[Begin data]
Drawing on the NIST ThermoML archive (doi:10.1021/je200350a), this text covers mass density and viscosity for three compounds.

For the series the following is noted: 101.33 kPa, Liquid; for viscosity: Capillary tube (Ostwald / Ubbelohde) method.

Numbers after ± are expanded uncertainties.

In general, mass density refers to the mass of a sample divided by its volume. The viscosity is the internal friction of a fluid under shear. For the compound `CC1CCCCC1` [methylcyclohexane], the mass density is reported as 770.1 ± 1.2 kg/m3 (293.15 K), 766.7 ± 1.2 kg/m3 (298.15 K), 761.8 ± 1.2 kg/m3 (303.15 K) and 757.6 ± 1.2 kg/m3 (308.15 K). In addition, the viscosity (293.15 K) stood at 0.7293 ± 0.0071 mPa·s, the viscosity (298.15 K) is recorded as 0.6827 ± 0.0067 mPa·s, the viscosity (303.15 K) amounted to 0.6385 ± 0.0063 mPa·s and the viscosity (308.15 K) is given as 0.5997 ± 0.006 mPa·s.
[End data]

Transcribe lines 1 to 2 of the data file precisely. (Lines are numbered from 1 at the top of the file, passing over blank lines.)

Drawing on the NIST ThermoML archive (doi:10.1021/je200350a), this text covers mass density and viscosity for three compounds.

For the series the following is noted: 101.33 kPa, Liquid; for viscosity: Capillary tube (Ostwald / Ubbelohde) method.